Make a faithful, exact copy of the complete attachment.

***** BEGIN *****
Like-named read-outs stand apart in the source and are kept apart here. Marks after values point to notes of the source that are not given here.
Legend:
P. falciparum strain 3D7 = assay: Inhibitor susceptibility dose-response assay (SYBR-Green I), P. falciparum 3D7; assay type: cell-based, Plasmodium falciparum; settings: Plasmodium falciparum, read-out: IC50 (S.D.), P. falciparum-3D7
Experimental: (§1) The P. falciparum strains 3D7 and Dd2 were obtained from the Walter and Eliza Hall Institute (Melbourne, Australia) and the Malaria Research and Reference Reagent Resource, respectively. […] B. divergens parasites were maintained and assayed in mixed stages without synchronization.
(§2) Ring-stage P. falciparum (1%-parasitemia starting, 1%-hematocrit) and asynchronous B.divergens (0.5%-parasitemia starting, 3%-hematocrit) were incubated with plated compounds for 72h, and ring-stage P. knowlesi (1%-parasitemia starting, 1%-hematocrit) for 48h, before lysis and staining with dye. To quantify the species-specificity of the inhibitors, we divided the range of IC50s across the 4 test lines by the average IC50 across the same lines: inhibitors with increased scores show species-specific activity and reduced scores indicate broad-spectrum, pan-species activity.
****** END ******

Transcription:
Like-named read-outs stand apart in the source and are kept apart here. Marks after values point to notes of the source that are not given here.
Legend:
P. falciparum strain 3D7 = assay: Inhibitor susceptibility dose-response assay (SYBR-Green I), P. falciparum 3D7; assay type: cell-based, Plasmodium falciparum; settings: Plasmodium falciparum, read-out: IC50 (S.D.), P. falciparum-3D7
Experimental: (§1) The P. falciparum strains 3D7 and Dd2 were obtained from the Walter and Eliza Hall Institute (Melbourne, Australia) and the Malaria Research and Reference Reagent Resource, respectively. […] B. divergens parasites were maintained and assayed in mixed stages without synchronization.
(§2) Ring-stage P. falciparum (1%-parasitemia starting, 1%-hematocrit) and asynchronous B.divergens (0.5%-parasitemia starting, 3%-hematocrit) were incubated with plated compounds for 72h, and ring-stage P. knowlesi (1%-parasitemia starting, 1%-hematocrit) for 48h, before lysis and staining with dye. To quantify the species-specificity of the inhibitors, we divided the range of IC50s across the 4 test lines by the average IC50 across the same lines: inhibitors with increased scores show species-specific activity and reduced scores indicate broad-spectrum, pan-species activity.